A mathematical model describing isothermal, two‐phase flow in porous media has been developed. The model, which consists of describing differential equations and algorithms for their numerical solution, was applied to the problem of vertical groundwater movement in unsaturated soils in the absence of evaporation and transpiration. The equations describing water‐air flow through porous media are second order, nonlinear partial differential equations. These equations were converted to finite difference form and were solved with the aid of a digital computer using an iterative implicit procedure. The model includes effective permeabilities of each phase and capillary pressure as functions of liquid saturation. The properties of the porous media may be varied in the model as functions of position. A comparison was made between computed results and experimental field data on moisture movement beneath a shallow surface pond. Water was added to the pond at controlled rates to maintain an approximately constant head for a set time period. Following this wetting period the pond was kept dry, but covered to reduce evaporation. At different times during the wetting and drying periods, neutron logs were run to measure water saturation versus depth at depths of up to 22 feet. The experiment was simulated with the computer model and excellent agreement between calculated results and the data was obtained; thus the mathematical model could be used to describe soil moisture movement during wetting and drying periods.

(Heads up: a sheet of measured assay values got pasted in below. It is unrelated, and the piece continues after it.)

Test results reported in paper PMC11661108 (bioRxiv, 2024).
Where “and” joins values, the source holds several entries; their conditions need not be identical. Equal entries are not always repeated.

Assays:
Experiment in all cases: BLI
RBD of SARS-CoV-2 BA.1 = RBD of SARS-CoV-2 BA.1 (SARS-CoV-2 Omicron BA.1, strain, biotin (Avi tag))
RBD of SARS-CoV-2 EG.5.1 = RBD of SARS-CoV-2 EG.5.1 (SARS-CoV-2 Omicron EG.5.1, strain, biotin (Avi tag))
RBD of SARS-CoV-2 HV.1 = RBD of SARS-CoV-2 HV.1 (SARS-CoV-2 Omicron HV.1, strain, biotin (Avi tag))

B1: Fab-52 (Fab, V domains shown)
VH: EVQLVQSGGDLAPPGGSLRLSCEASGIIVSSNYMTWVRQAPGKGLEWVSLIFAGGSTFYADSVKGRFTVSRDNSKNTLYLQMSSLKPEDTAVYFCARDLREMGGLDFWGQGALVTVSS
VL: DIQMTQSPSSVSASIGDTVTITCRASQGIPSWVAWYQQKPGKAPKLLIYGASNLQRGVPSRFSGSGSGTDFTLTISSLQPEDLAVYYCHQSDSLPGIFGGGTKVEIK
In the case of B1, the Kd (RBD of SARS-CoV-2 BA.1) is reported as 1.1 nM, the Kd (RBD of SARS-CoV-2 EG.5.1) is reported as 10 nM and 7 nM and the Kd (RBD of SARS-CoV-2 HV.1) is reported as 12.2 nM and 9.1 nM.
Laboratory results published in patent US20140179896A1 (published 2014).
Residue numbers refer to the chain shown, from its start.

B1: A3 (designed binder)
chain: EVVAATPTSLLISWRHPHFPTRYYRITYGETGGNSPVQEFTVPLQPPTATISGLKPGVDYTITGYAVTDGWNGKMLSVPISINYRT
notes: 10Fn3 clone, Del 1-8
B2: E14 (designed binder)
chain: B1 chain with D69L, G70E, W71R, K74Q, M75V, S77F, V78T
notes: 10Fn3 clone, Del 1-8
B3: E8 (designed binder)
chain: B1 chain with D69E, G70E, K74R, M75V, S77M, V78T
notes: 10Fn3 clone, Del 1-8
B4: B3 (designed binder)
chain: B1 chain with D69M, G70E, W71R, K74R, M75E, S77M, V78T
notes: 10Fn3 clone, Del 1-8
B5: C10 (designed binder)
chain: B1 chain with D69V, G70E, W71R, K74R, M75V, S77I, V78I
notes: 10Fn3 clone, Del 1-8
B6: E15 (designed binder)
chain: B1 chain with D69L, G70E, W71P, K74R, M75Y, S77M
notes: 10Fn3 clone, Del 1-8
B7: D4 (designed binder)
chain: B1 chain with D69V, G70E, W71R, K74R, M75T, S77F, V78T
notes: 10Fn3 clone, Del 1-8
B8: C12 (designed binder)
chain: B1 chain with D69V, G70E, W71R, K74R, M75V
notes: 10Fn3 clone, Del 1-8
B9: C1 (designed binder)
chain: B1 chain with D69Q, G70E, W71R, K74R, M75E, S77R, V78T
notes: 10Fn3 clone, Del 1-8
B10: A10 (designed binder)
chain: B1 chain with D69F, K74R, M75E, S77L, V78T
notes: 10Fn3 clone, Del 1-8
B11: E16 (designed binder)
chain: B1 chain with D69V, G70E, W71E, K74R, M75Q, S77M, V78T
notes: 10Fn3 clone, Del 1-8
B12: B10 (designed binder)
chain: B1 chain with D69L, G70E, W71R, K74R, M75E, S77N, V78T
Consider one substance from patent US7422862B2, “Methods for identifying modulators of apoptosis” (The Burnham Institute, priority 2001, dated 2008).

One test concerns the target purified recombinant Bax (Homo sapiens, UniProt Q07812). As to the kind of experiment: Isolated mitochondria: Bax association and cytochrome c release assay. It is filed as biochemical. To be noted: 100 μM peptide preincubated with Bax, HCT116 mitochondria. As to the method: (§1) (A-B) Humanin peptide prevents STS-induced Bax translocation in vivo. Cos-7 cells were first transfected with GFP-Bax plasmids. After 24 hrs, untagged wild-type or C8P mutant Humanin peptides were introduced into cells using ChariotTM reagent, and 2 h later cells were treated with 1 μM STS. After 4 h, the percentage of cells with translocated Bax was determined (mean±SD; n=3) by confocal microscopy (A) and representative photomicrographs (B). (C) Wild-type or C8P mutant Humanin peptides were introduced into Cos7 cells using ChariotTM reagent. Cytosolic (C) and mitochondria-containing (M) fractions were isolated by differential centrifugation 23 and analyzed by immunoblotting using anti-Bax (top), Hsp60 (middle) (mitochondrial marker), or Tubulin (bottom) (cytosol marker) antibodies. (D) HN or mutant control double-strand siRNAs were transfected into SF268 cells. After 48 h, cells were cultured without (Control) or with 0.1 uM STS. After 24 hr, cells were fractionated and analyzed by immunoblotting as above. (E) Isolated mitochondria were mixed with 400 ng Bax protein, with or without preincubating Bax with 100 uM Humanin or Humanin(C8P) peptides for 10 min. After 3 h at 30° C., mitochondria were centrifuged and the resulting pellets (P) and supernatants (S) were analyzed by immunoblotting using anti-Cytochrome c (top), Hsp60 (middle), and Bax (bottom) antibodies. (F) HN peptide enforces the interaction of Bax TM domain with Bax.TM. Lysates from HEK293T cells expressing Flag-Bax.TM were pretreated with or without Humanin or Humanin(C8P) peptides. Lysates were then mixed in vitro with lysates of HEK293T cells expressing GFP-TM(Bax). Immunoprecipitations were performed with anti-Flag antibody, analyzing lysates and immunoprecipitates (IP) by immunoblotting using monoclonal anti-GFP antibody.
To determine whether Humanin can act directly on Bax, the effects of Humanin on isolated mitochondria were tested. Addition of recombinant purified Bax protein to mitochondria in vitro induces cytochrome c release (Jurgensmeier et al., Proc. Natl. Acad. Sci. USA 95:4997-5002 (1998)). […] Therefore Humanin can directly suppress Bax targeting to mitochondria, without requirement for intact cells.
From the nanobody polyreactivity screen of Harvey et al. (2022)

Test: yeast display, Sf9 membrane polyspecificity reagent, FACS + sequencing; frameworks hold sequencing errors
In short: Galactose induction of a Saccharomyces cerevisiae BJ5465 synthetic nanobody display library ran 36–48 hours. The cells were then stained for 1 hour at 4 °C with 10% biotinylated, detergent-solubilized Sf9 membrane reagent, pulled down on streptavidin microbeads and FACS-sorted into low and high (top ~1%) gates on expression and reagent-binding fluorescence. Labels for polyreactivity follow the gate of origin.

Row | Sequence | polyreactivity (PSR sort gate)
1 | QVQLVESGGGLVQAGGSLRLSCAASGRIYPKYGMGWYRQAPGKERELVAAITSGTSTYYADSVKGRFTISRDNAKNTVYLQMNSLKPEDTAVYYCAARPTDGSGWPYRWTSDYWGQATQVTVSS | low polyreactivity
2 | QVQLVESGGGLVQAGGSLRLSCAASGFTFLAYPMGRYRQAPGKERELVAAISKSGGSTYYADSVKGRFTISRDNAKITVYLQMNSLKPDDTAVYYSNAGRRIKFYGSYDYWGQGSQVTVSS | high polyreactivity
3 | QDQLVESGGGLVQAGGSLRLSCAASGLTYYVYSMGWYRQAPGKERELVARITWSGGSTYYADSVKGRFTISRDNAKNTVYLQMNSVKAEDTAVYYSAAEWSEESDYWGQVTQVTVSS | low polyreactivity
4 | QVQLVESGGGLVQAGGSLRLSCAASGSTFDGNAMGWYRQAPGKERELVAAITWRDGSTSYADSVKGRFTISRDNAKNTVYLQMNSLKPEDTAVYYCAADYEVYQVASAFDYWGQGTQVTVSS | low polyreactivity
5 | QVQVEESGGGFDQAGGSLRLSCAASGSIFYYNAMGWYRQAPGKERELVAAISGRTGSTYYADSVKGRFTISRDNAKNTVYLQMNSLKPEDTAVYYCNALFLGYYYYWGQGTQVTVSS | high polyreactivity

Water Resources Research – Wiley
Published: Jun 1, 1970
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